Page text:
The Northern Italian region of Emilia-Romagna is a foodie’s paradise. Along with the production of some of Italy’s most prized commodities — Parmigiano-Reggiano, balsamic vinegar, and prosciutto — the food of the region presents a satisfying and seductive gastronomic persona all its own.
More affordable and less crowded than other Italian regions, Emilia-Romagna is replete with stunning landscapes: mountains, rolling hills, rich, verdant farmland, and a 55-mile-long Adriatic coastline. The combination makes this region a treasure trove of extraordinary food production and consumption.
Emilia-Romagna is hot and more crowded in summer, and parts of the region see snow in winter. The best times to take advantage of fewer vacationers, off-season prices, and a bounty of fresh options are spring and fall.
The following food experiences are located in Bologna or are an easy drive from the city.
1. Trattoria Del Rosso In Bologna
Bologna is the capital of Bologna Province and the heart and belly of the Emilia-Romagna food experience. My husband and I have delighted in several meals at Trattoria del Rosso. Although the interior is welcoming, there’s nothing like sitting outdoors and savoring a light evening breeze along with pasta and wine. Service was efficient and friendly, but it was the outstanding food that drew us back.
Tagliatelle Bolognese, long wide pasta with a thick, robust meat and tomato sauce, is one of the region’s signature dishes, and Trattoria del Rosso’s is superb. My favorite, however, was Tortellini in Brodo, tender pasta circles filled with meat and cheese basking in a rich chicken broth. Next time, I’ll try the Gramigna with Sausage, a squiggly egg pasta that makes it easy for the sauce to cling to its curls.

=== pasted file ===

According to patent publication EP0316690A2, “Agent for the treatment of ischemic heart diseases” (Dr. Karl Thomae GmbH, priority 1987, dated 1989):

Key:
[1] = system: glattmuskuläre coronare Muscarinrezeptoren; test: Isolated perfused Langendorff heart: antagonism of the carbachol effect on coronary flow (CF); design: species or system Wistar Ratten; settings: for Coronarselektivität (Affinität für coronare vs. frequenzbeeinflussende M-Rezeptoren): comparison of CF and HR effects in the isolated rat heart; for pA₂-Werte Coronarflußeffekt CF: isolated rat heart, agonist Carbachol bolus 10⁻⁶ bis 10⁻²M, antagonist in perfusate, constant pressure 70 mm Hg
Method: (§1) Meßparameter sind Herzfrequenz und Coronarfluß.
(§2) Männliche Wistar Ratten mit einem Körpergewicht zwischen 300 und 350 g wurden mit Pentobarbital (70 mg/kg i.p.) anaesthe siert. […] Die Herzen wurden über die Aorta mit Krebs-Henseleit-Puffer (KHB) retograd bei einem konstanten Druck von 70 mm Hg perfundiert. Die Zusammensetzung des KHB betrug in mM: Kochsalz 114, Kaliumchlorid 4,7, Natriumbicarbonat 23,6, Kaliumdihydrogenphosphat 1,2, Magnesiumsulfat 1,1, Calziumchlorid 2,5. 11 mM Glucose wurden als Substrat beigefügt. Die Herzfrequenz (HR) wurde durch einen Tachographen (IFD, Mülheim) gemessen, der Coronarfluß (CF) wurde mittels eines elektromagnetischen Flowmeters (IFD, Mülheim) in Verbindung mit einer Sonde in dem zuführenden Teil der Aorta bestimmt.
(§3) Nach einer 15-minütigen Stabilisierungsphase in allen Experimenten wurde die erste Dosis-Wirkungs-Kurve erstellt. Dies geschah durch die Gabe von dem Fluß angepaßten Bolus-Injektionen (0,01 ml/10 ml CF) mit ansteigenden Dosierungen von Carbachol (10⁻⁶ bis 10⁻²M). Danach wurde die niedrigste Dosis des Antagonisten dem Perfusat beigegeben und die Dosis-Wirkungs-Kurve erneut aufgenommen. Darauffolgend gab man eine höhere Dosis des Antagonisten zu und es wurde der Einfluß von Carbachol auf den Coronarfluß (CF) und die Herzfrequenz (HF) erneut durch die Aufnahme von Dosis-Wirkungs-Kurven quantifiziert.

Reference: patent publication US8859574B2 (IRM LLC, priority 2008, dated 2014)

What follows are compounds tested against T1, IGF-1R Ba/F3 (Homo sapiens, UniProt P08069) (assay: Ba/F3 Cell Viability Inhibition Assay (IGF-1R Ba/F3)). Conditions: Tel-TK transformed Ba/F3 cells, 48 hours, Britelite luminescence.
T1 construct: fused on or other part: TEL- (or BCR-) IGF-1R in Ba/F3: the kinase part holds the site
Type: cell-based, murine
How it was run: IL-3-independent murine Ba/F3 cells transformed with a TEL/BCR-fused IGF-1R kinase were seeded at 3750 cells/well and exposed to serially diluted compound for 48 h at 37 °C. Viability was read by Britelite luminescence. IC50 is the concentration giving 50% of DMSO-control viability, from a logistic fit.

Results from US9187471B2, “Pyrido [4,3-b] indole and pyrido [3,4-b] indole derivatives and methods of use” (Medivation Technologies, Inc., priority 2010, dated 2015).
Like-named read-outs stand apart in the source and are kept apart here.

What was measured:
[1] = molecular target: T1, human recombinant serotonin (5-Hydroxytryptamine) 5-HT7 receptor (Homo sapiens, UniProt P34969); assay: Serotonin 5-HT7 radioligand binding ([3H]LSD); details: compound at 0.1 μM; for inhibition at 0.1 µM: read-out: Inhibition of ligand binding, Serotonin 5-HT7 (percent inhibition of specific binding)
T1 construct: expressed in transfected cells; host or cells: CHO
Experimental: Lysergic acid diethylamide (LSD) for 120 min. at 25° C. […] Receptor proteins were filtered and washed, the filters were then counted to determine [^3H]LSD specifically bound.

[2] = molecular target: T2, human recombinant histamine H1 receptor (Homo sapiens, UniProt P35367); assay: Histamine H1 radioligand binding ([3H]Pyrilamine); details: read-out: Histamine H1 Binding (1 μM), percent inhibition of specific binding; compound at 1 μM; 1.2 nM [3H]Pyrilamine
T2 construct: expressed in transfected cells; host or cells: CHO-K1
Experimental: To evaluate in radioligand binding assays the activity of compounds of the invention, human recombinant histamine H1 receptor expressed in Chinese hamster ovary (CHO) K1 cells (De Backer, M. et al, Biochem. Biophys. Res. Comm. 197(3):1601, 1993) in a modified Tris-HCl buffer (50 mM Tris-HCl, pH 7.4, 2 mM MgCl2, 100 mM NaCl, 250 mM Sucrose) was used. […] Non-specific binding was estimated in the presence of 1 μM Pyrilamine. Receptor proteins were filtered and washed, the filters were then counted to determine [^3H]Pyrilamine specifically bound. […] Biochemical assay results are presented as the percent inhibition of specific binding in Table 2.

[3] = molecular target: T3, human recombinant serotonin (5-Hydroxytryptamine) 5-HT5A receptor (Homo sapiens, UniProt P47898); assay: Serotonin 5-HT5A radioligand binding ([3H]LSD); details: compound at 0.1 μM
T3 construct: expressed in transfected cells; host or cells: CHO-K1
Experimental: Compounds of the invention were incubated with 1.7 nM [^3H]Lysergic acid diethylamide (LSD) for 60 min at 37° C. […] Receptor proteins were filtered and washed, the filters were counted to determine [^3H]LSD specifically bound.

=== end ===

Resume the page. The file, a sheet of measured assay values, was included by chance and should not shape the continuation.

Trattoria del Rosso is wheelchair accessible. Make reservations, as this is a popular spot with locals, students, and tourists.
Pro Tip: An excellent way to work off all that pasta is to take a paid or free (tip-based) Bologna walking tour. It also serves as a perfect introduction to this remarkable city.
2. The Quadrilatero In Bologna
In Bologna’s historic center lies a magical network of enticing shops near Piazza Maggiore. This is the oldest market in Bologna, with some structures dating back to the 13th century. Although food is by no means the only commodity vying for attention, it nevertheless will tempt and enthrall. Mouthwatering displays of freshly sliced cured meats, Parma ham, salamis, and aged Parmigiano-Reggiano will call your name. And gorgonzola so ripe it will appear to be rushing to rendezvous with your tastebuds will beckon you.
The Quadrilatero has expanded since its medieval beginnings. Today, the market area is bounded by a large quadrant of streets. High-end boutiques, jewelers, blade-smiths, fishmongers, produce stands, and more will occupy you for hours. Of course, a bounty of cafes and restaurants will see that you remain fully fed and hydrated.
The cobblestone streets may make walking less than comfortable, so leave the heels at home. The terrain will also give wheelchair users somewhat of a bumpy ride.
Pro Tip:FICO Eataly World is a 20-acre foodie’s playground located outside Bologna’s busy city center. It features vendors and restaurants showcasing high-quality foods from all of Italy’s regions.
3. Acetaia Cavedoni Balsamic Vinegar Tour In Castelvetro
Acetaia Cavedoni is a sixth-generation balsamic vinegar distillery owned and operated by Paolo Cavedoni and his son, Marcello. Take the small-group tour, and you will never see those mass-produced bottles of balsamic the same way again.
A history of balsamic from the Romans to today will lead to an introduction to the dedication, patience, and painstaking techniques that result in the world’s finest aged balsamic vinegar. A stop at the building where the aging barrels stand in perfect rows from largest to smallest will help put the process into perspective.
The Cavedoni family has been producing certified DOP, artisanal balsamic vinegar since 1860. Each generation has strictly adhered to the traditions and values that enable them to produce the finest balsamic on the market.